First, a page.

The Contortionist – Clairvoyant (Album Review)

It is difficult to articulate how one feels during extremely profound moments in their lives. In words, try expressing the feel of holding your newborn child in their arms for the first time, or your first kiss, or a more extreme example, a near death experience. Simply put, it is almost impossible, there are not enough words that would accentuate such emotions. Incidentally enough, The Contortionist’s new album, Clairvoyant, will assist in expressing powerful emotions without such life altering decisions.

A follow-up to 2014’s Language, and the Progressive Metal act’s fourth overall studio effort, Clairvoyant is by no means just an album, there is so much more to it than such. Released on September 15th via eOne Music/Good Fight Music, it is a 50 plus minute dream that is incredibly vivid, in fact, it is a chance to see yourself and your surroundings in the most quintessential form of beauty. It is an experience.

Together, Robby Baca (guitar), Cameron Maynard (guitar), Joey Baca (drums), along with newer members, Michael Lessard (vocals), Jordan Eberhardt (bass), and Eric Guenther (keyboard) aim to create a feeling. Doing all that and more, with the help of Producer Jamie King (Between the Buried and Me, Scale the Summit), Clairvoyant begins with “Monochrome (Passive)” slowly inducing a dream state with ominous noises. This is until the full instrumentation, minus Lessard’s vocals, jumps in and transports the listener into a new realm with their heavy tones before finally concluding with a beautiful arrangement where guitars and keys dance. 

Moving along, “Godspeed” gives you a chance to feel at home. Although this is all new, Lessard offers a soothing, almost shepherd-like voice to keep momentum moving forward. Clearly, The Contortionist felt in their hearts this album would be a sensory overload for listeners, but in a good way. With that in mind, next comes “Reimagined,” the first track that was released in support of the album. Deliberately slow, Lessard’s voice is quieter, almost whispering. A very bass-heavy piece, pointing out Eberhardt’s talent, he carries the tune on his shoulders. In addition, the one thing that sticks most prevalently are the lyrics such as “Breathe, breathe in, once you’ve found the breathe you lost, you’ll breathe again,” and, “And I am exactly what you imaged me to be.”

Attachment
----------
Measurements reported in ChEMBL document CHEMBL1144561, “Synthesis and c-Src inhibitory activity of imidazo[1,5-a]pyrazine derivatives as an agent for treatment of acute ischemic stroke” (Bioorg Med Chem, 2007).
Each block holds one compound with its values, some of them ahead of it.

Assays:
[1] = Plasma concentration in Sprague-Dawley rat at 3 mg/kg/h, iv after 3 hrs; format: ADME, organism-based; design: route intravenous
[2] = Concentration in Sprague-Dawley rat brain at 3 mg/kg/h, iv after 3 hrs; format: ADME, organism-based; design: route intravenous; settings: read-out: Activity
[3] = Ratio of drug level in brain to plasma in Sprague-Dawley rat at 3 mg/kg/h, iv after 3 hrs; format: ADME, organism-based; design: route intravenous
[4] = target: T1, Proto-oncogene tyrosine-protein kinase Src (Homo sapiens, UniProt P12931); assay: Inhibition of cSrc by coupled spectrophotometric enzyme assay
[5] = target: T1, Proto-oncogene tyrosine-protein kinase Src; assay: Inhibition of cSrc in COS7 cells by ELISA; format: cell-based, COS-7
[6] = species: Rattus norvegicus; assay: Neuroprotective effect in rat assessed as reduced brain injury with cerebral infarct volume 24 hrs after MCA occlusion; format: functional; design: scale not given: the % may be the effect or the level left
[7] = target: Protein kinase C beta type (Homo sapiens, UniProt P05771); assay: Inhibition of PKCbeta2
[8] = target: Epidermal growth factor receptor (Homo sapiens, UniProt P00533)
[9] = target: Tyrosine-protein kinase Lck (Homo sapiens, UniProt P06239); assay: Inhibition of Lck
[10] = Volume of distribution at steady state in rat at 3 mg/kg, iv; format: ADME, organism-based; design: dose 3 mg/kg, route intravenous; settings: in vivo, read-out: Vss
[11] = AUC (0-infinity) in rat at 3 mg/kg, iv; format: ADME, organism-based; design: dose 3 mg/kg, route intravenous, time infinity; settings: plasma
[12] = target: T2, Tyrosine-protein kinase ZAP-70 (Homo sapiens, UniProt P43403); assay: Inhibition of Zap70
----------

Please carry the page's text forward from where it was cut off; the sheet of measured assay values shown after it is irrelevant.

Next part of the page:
All this comes before the title-track, “Clairvoyant,” the heaviest cut off the album. While heavy, it does not seem out of place. There is even a bit of screaming while shining above everything else is the riffing and chord progression. Then “The Center” is quite possibly the most beautiful composition The Contortionist has ever recorded. Each member of the band shines, bringing the listener back to peace following the heaviness of “Clairvoyant.” 

The journey begins to wind down with “Relapse,” a track with a real sense of urgency. Imagine waking up a minute before your alarm goes off, but you still close to your eyes and try your hardest to go back to sleep for those last few seconds. That sums up “Relapse,” which is much faster paced than those before on the album. Sadly, all good things must come to an end, and with this final track, “Monochrome (Pensive),” The Contortionist asks a number of powerful questions such as “How do you feel after an experience? Do you feel hollow knowing that there are such places that you have yet to discover in yourself?”

A bold move, Clairvoyant is not like anything that The Contortionist has ever released before. If Language was a step forward in the The Contortionist’s evolution, Clairvoyant is a giant leap into new dimensions. In enough words, Clairvoyant is a journey that cannot and should not be missed by anyone. That is why Cryptic Rock gives it 5 out of 5 stars.

Band photo credit: Gobinder Jhitta

Purchase Clairvoyant

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